San Francisco banned plastic bags in 2007. Next on the ban list: Plastic water bottles. (Bob B. Brown/Flickr)
By Thomas K. Pendergast
(Originally published March 5, 2014, on SFBay, a news website for the San Francisco Bay Area.)
CITY HALL — San Francisco moved closer to banning plastic water bottles on City property after an broadly-supported ordinance unanimously passed its first reading at the Board of Supervisors Tuesday.
Should it pass the second reading — often a formality — San Francisco will phase out plastic water bottles on public property, a historic first.
The ordinance would amend the Environment Code to restrict the sale or distribution on City property of drinking water in plastic bottles of 21 ounces or less.
It would also set City policy to increase the availability of drinking water in public areas, and bar the use of City funds to purchase bottled water.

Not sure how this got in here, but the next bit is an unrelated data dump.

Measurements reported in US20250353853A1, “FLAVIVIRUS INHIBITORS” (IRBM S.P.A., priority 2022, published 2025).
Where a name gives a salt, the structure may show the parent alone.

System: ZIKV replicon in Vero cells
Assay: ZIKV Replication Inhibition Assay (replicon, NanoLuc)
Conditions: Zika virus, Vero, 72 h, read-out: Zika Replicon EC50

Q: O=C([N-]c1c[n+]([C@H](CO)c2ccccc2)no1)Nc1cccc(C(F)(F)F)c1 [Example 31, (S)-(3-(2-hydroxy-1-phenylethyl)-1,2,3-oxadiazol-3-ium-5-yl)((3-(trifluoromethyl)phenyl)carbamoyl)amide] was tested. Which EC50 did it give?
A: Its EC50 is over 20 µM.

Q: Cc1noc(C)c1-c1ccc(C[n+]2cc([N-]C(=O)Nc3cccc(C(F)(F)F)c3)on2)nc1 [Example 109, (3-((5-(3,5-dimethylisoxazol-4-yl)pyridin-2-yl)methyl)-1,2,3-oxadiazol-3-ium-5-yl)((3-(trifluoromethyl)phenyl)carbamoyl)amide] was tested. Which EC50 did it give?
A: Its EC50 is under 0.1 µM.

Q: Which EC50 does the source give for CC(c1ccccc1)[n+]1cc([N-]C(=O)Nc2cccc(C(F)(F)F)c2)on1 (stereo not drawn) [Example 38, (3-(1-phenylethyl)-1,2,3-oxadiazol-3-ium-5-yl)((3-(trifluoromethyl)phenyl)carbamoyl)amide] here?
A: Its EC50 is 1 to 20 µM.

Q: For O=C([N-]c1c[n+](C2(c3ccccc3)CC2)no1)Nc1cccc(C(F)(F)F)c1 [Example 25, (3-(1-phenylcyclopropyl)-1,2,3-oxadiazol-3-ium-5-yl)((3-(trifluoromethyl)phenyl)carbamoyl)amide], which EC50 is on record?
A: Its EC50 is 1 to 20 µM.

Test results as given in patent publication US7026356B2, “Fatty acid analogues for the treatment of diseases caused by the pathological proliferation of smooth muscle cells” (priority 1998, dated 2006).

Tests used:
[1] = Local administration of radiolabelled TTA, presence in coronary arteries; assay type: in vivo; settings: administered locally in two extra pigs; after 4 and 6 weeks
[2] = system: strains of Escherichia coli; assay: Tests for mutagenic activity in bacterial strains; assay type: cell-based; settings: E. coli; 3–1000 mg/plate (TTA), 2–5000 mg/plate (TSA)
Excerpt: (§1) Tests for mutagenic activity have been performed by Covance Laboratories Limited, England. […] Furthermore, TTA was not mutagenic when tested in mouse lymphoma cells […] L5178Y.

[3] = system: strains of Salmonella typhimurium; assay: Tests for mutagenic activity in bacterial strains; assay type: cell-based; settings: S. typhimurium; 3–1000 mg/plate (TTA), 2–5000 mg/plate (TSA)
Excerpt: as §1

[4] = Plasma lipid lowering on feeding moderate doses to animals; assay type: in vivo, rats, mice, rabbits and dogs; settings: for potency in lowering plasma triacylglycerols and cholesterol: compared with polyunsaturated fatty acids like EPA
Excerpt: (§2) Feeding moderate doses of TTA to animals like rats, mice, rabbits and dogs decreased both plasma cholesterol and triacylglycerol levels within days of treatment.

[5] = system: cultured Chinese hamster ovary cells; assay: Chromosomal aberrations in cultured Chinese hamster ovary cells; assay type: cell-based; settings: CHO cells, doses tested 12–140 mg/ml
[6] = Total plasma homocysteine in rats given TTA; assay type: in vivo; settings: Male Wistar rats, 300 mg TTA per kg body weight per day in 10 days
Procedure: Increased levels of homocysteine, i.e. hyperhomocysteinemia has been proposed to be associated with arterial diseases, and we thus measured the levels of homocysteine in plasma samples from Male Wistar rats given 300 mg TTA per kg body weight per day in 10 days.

Board President David Chiu said people use half a billion bottles of water every week, enough to circle the globe twice, and Americans drink more bottled water than any other nation.
Chiu said SF’s Recology company collects 10 to 15 million single-use plastic water bottles every year:
“We all know that there are incredible, enormous environmental costs of plastic water bottles. It takes 2000 times more energy to manufacture, transport, distribute and discard and recycle plastic water bottles as it does to access tap water.”